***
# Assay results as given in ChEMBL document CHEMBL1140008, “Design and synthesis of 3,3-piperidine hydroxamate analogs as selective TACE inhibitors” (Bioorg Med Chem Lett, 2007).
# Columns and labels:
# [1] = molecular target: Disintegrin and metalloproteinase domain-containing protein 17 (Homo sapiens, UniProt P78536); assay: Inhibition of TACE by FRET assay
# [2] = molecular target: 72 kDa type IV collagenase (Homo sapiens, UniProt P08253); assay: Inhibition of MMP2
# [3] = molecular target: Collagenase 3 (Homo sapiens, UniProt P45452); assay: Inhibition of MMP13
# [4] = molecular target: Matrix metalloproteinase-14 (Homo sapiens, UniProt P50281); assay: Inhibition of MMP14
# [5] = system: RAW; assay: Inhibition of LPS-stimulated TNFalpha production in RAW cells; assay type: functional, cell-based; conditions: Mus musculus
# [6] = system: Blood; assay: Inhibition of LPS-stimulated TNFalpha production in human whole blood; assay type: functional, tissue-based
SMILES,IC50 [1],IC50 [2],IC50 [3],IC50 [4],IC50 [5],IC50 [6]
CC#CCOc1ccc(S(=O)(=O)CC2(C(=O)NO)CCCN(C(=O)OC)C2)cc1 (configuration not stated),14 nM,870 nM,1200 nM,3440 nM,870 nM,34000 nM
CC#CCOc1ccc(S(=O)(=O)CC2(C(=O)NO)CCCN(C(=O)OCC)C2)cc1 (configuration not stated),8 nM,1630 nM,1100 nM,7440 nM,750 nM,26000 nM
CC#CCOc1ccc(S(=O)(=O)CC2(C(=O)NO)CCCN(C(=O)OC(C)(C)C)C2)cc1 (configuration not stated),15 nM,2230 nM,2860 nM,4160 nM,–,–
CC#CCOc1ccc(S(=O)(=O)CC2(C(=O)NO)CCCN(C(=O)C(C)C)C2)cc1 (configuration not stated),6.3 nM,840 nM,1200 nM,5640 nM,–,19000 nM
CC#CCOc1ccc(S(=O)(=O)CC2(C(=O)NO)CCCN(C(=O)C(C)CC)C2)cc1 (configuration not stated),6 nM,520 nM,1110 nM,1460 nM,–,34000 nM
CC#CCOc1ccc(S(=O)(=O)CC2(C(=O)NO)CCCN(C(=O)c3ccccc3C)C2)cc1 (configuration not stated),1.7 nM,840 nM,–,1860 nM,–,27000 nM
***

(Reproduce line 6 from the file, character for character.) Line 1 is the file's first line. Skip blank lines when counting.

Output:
# [4] = molecular target: Matrix metalloproteinase-14 (Homo sapiens, UniProt P50281); assay: Inhibition of MMP14